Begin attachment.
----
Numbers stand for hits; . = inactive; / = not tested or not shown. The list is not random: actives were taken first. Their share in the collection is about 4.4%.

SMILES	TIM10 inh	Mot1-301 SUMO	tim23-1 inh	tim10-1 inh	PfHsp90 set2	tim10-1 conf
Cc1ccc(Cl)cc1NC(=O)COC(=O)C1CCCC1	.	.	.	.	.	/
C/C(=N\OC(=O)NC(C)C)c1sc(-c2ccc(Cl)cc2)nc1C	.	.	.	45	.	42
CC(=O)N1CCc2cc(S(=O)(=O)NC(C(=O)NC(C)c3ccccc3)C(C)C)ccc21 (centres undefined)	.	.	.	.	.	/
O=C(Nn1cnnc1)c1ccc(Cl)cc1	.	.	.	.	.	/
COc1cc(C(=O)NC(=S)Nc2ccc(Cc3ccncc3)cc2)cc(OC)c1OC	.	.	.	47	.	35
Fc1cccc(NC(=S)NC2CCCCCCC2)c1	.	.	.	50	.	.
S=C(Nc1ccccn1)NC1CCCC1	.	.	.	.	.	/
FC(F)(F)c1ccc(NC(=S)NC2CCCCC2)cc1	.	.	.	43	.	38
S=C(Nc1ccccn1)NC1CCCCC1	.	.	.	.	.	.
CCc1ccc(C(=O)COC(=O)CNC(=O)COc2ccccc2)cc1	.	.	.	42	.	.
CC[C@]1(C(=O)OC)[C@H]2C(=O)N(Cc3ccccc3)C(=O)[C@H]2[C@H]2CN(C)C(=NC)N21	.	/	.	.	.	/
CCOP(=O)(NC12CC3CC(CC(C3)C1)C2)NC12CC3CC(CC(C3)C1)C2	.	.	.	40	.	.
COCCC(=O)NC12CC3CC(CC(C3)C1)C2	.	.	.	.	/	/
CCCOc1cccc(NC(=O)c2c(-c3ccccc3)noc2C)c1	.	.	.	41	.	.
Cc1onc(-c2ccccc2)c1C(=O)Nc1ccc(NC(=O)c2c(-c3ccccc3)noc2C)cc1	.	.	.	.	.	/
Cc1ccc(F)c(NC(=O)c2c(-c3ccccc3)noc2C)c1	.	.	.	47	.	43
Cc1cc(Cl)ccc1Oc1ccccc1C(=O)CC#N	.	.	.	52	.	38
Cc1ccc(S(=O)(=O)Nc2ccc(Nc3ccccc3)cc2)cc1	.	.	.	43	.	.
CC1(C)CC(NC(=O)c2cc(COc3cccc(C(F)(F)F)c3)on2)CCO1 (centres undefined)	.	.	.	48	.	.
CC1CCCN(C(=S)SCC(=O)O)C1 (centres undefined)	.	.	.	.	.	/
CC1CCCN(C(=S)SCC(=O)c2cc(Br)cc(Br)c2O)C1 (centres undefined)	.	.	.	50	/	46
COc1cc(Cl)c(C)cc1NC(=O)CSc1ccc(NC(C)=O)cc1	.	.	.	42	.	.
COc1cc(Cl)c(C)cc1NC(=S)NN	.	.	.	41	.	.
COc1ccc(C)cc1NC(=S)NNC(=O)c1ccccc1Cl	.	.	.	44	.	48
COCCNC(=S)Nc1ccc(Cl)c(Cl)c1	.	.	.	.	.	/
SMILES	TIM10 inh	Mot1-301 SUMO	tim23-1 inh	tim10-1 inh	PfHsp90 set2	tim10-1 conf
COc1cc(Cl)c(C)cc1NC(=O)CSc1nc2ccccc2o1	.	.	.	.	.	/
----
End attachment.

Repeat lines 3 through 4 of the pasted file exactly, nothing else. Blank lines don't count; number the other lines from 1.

Cc1ccc(Cl)cc1NC(=O)COC(=O)C1CCCC1	.	.	.	.	.	/
C/C(=N\OC(=O)NC(C)C)c1sc(-c2ccc(Cl)cc2)nc1C	.	.	.	45	.	42